Lou-Marie Kruger, ‘Gender, community and identity: Women and Afrikaner nationalism in the volksmoeder discourse of Die Boerevrou (1919–1931)’ (MA thesis, University of Cape Town, 1991)
Although not about the war or the camps, this is a particularly fine study of women’s role in Afrikaner nationalism, arguing that women had a greater independent agency than Brink suggests.

Elizabeth van Heyningen, ‘The voices of women in the South African War’ South African Historical Journal, 41, (1999), pp. 22-43.
A relatively early examination of British and Boer women’s writings during the South African War.

Women’s testimonies
These are amongst the best-known writings on the concentration camps. Liz Stanley and Helen Dampier have argued that many of the texts are highly politicised and inauthentic. There is much to be said for this viewpoint and the testimonies should not be taken at face value. As a rough rule of thumb, the closer to the war that they were published, the more reliable they are likely to be, both because of the later influence of Afrikaner nationalism and because memory is unreliable. It can also be argued, however, that some these texts are the products of trauma and they can also be considered in relation to other writings of this kind, for instance on the Holocaust or those of the Dutch women in Japanese camps.

Henrietta Esther Carolina Armstrong, Camp Diary of Henrietta E.C. Armstrong. Experiences of a Boer Nurse in the Irene Concentration Camp, 6 April-11 October 1901, ed by Thariza van Rensburg (Pretoria, HSRC, 1980)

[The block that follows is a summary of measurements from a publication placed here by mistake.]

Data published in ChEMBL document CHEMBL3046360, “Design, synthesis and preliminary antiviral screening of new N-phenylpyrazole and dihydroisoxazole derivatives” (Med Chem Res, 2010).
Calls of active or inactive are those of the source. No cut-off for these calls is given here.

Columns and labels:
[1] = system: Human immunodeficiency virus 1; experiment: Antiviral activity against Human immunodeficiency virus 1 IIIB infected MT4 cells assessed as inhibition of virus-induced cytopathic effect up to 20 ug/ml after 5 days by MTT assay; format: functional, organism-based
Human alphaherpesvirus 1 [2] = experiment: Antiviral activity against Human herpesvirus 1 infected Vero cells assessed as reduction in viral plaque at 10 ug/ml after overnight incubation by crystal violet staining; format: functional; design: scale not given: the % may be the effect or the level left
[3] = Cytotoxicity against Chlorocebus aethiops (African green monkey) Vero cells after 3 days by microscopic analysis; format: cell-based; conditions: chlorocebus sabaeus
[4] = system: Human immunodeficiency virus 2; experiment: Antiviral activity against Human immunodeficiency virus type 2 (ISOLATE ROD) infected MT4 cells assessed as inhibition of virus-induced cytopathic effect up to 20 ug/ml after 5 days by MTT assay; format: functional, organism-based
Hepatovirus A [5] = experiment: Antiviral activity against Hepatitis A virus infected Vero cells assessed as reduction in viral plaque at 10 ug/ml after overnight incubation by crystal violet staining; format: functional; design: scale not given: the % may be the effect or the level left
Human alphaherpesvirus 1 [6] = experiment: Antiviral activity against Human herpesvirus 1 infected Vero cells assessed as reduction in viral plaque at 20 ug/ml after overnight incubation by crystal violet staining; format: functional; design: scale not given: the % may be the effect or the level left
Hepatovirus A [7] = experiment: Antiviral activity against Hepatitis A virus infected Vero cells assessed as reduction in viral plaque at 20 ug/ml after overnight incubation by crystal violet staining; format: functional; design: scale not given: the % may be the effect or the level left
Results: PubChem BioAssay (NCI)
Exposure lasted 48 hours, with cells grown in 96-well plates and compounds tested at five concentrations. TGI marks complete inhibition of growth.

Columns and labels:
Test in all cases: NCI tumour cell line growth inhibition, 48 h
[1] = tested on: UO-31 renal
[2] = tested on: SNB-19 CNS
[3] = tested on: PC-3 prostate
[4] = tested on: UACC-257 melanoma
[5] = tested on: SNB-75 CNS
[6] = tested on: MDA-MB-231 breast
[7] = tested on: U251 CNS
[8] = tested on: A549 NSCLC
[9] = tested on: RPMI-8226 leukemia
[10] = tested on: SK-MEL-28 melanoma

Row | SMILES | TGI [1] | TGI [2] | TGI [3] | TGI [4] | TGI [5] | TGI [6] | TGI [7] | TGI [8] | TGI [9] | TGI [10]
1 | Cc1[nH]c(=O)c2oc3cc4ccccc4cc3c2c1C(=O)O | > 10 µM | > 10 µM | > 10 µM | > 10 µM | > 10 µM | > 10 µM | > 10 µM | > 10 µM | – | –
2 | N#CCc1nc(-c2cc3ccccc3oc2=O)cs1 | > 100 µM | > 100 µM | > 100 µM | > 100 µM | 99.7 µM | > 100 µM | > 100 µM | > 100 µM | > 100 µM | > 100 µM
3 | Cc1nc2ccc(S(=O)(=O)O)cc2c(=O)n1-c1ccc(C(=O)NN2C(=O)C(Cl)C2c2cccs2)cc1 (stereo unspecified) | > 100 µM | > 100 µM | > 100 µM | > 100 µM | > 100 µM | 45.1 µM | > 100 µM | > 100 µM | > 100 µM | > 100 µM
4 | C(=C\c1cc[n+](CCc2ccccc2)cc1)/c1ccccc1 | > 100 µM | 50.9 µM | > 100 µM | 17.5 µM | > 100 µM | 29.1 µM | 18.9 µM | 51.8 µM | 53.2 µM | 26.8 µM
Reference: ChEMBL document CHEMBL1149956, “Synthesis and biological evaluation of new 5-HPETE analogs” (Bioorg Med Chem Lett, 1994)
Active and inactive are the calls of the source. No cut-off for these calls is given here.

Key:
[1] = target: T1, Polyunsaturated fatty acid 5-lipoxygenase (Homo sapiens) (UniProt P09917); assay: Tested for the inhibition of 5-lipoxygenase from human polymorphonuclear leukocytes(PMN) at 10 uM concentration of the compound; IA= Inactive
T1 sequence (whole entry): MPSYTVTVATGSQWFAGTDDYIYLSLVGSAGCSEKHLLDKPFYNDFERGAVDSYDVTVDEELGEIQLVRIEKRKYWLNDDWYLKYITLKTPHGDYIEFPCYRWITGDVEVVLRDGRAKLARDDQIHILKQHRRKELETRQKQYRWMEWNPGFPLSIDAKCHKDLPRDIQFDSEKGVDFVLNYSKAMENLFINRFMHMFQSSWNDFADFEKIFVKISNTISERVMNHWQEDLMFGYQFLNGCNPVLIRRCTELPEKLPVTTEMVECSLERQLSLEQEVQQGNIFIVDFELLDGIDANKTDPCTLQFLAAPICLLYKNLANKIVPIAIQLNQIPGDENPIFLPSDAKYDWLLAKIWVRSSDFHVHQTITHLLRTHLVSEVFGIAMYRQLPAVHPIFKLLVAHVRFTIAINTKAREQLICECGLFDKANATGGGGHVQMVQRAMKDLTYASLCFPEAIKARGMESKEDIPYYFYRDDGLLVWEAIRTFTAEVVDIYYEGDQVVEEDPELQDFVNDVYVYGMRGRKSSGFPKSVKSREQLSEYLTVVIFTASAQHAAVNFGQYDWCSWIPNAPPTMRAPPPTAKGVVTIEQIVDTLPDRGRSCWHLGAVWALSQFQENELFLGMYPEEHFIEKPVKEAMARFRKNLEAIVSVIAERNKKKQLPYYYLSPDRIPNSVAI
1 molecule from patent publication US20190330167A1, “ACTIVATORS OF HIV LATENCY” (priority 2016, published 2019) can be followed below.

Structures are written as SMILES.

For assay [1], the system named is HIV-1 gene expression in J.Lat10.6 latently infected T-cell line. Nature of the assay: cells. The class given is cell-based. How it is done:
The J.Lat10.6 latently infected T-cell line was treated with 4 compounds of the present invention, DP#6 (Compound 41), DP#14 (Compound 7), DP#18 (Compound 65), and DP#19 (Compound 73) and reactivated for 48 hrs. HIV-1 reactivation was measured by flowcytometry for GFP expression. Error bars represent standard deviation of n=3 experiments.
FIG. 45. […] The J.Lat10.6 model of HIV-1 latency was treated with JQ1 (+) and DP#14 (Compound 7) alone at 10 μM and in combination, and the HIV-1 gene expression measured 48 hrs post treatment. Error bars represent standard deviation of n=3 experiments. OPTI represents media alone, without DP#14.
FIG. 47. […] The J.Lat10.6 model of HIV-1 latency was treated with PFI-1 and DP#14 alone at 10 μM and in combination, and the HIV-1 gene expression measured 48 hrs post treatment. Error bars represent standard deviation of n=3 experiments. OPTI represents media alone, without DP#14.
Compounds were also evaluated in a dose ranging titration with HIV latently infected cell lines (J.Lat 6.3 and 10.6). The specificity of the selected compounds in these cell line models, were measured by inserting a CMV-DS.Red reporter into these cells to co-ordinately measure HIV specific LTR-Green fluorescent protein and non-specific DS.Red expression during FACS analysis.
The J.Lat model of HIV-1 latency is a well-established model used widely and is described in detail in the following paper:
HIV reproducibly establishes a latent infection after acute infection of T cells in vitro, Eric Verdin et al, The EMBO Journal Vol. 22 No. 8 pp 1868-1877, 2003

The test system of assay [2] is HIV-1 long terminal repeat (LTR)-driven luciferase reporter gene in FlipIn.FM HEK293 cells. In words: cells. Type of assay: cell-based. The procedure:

A particularly well-edited diary.

A.M. Badenhorst, Tant' Alie of Transvaal, her Diary, 1880-1902, tr. by E.H. Hobhouse (London, Allen and Unwin, 1923).

A.M. Badenhorst, Tant Alie van Transvaal. Die Dagboek van Alie Badenhorst, tr. by M.E. Rothmann (Cape Town, Nasionale Pers, 1939)
Originally published in English by Emily Hobhouse

Anna Barry, Ons Japie: Dagboek Gehou Gedurende die Driejarige Oorlog, [1899-1902] (Johannesburg, Afrikaanse Pers, 1960)
A moving account of a family caught up in complicated Boer identities during the war.

Lenie Boshoff-Liebenberg, Moedersmart en Kinderleed, of 18 Maande in die Konsentrasiekampe (Pretoria, Noordelike Drukpers, 1921).

John Bottomley, and C. Luijks (eds) ‘The diary of Susarah Nel and her ordeal in the ‘death camp’ at Mafeking, July 1901-August 1902’, New Contree, 44, (1998), pp. 33-53.

Johanna Brandt see Johanna van Warmelo-Brandt

C.G. Coetzee and M.C.E. van Schoor, Kampkinders 1900-1902 - 'n Gedenkboek (Bloemfontein, Oorlogsmuseum, 1982).

Jacoba Elizabeth de la  Rey, Herinneringen van Mevrouw de la Rey, geboren Greeff: Mijne Omzwervingen en Beproevingen gedurende den Oorlog (Amsterdam, Hoveker & Wormser, [1903]).

Jacoba Elizabeth de la  Rey, A Woman's Wanderings and Trial during the Anglo-Boer War (London, T Fisher Unwin, 1903).


Bep du Toit, Die Verhaal van Johanna Brandt (Pretoria, Protea Boekhuis, 1999).

M.A. Fischer,  Tant Miem se Kampdagboek Mei 1901-Augustus 1902 (Cape Town, Tafelberg, 1964).

M.A. Fischer, Kampdagboek, (Mei 1901-Augustus 1902): Een en Ander uit myn Leven en Lyden zedert eka ls Kyrgsgevangenen weggevoerd werdt van Buhrmansvalei oor Ermelo op 31ste Mei 1901 (Cape Town, Tafelberg, 1964).

Kezia Hamman (ed.), Dagboek van 'n Bethulie-kampdogter (Bloemfontein, NG Sendingpers, 1965).